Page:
"on the level"?
what i found myself wondering about were the qualities of directness and indirectness in the two cultures -- could they have an effect on the art?
here's something i found that i thought was very interesting:
Some cul- tures, such as in the Australia, US, Germany and Britain, generally value a direct style of communication. They like to “get down to business,” “cut to the chase,” and “get to the point”. They do not feel offended or shamed by the kind of direct statements that might be considered offensive in indirect cultures such as in Asia.
In fact, when things are not stated directly, people from direct cultures (such as Australian co-workers) can become confused and frustrated, and might not understand the message at all. They are used to communicating with people whose maxims are “say what you mean, and mean what you say” and “let your ‘yes’ be ‘yes’ and your ‘no’ be ‘no.’” In these cultures, being direct is how people show respect.
In cultures that use an indirect communication style, such as India, China, Japan, and other Asian cultures, it is very common to encounter situations where people communicate in a way that would not cause someone to lose face. Thus, communication happens indirectly.
Messages are subtly implied rather than explicitly stated, and people are accustomed to reading between the lines for the message. Words such as “perhaps” and “maybe” are often code for “no,” since saying “no” could risk shaming someone. In these cul- tures, being indirect is how people show respect.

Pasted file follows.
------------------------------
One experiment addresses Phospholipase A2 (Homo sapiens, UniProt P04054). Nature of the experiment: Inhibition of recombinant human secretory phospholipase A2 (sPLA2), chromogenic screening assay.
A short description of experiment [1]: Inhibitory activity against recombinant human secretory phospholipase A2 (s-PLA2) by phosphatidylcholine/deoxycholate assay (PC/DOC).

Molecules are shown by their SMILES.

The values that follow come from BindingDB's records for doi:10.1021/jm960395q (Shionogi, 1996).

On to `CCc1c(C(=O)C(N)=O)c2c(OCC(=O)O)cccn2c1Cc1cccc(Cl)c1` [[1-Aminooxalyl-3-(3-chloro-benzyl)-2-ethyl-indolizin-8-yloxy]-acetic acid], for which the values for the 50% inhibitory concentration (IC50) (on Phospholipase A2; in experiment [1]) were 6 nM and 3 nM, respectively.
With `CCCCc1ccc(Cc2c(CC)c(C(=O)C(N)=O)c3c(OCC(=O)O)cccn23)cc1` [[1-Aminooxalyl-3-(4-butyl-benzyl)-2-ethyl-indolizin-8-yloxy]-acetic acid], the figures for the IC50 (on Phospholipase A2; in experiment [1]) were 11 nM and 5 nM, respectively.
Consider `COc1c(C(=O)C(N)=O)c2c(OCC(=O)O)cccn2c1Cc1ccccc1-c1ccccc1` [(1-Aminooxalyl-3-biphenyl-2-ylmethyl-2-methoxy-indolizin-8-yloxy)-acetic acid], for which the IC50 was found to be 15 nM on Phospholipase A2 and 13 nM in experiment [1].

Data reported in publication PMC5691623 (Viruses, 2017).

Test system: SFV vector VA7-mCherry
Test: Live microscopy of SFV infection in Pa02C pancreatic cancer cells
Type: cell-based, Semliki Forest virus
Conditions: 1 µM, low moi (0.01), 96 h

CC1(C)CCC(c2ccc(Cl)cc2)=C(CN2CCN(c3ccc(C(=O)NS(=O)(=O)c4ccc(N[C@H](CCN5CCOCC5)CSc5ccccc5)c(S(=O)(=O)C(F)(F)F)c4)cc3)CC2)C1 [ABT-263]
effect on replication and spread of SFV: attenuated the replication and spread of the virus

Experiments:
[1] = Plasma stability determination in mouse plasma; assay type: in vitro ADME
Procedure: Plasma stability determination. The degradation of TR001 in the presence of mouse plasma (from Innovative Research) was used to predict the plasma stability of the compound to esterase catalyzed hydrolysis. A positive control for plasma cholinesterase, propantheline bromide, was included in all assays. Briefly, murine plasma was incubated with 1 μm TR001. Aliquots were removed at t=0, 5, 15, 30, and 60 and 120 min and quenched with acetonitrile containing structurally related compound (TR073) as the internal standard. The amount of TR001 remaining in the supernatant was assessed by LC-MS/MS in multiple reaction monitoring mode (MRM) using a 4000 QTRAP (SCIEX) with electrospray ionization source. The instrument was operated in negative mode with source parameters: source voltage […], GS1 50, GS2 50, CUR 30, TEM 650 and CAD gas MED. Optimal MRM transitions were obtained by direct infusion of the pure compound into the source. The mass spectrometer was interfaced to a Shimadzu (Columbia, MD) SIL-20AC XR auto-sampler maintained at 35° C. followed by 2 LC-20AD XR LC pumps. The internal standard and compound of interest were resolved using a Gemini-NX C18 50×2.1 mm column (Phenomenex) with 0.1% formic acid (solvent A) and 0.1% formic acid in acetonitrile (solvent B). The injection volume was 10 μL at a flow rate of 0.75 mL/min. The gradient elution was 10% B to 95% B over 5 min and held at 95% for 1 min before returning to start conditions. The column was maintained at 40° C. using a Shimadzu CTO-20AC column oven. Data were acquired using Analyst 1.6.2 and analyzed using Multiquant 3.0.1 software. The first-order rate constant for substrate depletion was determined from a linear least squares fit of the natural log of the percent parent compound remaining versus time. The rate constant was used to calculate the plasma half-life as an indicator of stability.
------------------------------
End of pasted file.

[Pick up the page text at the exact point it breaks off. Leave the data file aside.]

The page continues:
Those from indirect cul- tures think of their own style as polite and face-saving, and sometimes see direct communication as rude, blunt and overly aggressive. Those from direct cultures think of their style as open and honest, and sometimes think of indirect communication as “beating around the bush” and a sign that the communicator is trying to be difficult, shifty, or maddeningly vague.
Akio Morita (co-founder of SONY) once said that when Westerners “ask questions or express an opinion, they want to know right away whether the other party agrees or opposes them. So in English, ‘yes’ or ‘no’ comes first.
Each of us intrinsically feels that our style is the “right” style, and the other is the “wrong” style – but in the end, it’s not a matter of right or wrong, but of getting on the same wavelength. ☆
so what do you think? might these very different communication styles be part of why, in so much of japanese art, things, people, landscapes, veer, gracefully sidestep, rather than approaching the viewer 'head on.'
i can face that.